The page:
We consider the problem of efficiently migrating desktop virtual machines. The key challenge is to migrate the desktop VM quickly and in a bandwidth-efficient manner. The idea of replaying computation to reconstruct state seems appealing. However, our detailed analysis shows that the match between the source memory and the memory reconstructed via replay at the destination is poor, even at the sub-page level; the ability to reconstruct memory state is stymied because modern OSes use address space layout randomization (ASLR) to improve security, and page prefetching to improve performance.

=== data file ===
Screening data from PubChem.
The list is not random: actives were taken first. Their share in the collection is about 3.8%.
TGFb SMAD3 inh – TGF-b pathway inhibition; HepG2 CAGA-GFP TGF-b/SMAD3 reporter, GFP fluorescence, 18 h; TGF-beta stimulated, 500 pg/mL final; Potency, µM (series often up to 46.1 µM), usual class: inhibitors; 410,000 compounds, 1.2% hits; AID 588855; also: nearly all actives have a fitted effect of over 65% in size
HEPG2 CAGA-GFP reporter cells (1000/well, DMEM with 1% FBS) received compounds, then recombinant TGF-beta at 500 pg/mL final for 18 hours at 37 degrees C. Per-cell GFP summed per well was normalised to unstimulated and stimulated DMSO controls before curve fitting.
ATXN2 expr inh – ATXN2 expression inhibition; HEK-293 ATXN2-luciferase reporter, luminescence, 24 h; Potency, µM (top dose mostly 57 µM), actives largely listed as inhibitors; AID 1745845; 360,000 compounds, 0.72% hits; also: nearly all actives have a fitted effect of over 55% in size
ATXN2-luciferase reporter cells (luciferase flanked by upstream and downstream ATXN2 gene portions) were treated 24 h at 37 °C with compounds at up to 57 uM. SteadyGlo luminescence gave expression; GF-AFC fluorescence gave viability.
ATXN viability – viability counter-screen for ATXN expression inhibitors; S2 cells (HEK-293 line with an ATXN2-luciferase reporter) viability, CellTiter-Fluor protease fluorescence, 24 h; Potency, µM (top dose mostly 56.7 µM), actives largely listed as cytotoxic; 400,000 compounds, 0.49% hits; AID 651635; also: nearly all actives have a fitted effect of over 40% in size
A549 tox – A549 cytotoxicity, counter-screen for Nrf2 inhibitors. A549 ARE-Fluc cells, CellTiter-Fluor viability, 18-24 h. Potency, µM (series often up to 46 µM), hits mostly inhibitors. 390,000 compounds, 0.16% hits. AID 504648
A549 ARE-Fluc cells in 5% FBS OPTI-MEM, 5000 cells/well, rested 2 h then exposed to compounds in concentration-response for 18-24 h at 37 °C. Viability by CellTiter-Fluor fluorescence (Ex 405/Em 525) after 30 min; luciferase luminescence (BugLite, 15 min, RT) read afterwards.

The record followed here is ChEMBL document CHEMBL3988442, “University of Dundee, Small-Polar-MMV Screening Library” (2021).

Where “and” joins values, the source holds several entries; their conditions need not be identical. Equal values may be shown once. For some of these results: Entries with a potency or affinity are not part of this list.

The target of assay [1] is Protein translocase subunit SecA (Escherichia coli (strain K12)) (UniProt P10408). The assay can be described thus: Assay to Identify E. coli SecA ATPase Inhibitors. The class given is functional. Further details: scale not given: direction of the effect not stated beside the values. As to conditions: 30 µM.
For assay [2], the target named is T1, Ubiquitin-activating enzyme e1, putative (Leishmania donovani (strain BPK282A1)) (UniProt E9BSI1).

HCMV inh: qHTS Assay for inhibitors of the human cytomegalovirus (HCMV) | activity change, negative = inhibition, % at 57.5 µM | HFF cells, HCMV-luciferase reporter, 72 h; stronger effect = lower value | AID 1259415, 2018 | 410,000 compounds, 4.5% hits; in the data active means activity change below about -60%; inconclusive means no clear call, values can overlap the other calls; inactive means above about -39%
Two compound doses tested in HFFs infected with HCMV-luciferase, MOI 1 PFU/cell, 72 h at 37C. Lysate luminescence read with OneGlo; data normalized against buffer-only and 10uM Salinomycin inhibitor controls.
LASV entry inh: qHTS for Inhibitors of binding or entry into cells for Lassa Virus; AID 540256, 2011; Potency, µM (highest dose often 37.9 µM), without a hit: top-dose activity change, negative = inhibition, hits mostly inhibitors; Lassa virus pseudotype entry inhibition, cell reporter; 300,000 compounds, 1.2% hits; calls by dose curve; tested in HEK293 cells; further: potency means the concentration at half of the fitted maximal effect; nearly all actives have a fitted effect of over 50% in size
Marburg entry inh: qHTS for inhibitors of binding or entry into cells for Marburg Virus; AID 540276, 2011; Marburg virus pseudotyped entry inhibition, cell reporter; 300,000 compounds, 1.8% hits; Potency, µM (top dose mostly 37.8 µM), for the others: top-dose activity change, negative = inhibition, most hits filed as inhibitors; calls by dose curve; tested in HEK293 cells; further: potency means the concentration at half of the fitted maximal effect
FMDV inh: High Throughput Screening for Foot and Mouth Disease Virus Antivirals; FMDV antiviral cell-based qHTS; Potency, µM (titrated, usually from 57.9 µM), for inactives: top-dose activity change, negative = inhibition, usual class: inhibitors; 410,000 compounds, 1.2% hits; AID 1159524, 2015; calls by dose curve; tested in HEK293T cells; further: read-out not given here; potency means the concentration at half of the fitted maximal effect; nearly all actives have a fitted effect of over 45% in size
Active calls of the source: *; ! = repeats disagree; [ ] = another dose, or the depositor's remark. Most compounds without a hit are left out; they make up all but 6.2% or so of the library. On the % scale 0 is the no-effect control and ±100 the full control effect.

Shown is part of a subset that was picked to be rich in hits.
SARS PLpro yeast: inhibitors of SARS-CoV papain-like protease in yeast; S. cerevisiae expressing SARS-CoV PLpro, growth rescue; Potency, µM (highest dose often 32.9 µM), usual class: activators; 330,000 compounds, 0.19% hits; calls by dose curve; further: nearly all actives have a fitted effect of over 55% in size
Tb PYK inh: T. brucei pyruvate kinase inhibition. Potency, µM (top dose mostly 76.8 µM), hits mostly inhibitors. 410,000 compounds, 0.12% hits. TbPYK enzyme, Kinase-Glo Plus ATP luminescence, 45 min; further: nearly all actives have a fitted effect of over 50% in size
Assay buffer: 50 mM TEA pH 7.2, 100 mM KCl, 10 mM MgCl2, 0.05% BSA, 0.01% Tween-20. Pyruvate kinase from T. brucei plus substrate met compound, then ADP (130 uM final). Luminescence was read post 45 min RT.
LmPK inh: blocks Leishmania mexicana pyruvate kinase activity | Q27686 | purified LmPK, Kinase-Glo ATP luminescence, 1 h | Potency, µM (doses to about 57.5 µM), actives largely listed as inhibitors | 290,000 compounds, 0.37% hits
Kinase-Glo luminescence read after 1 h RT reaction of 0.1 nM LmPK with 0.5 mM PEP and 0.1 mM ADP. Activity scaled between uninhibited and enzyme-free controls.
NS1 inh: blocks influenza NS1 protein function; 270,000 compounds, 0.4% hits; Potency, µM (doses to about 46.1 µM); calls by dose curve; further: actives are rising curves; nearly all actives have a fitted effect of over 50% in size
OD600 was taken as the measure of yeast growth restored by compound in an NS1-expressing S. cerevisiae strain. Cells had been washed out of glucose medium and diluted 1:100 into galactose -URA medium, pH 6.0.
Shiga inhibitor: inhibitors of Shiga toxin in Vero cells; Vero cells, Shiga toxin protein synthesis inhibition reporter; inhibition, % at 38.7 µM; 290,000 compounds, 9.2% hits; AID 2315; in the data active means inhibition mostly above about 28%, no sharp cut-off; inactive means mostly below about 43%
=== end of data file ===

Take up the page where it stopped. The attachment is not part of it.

Despite these challenges, we show that desktop VM memory state can be efficiently compressed for transfer without relying on replay, using a suite of semantic techniques – collectively dubbed as MiG – that are tailored to the type of each memory page. Our evaluation on Windows and Linux desktop VMs shows that MiG is able to compress the VM state effectively, requiring on average 51-65% fewer bytes to be transferred during migration compared to standard compression, and halving the migration time in a typical setting.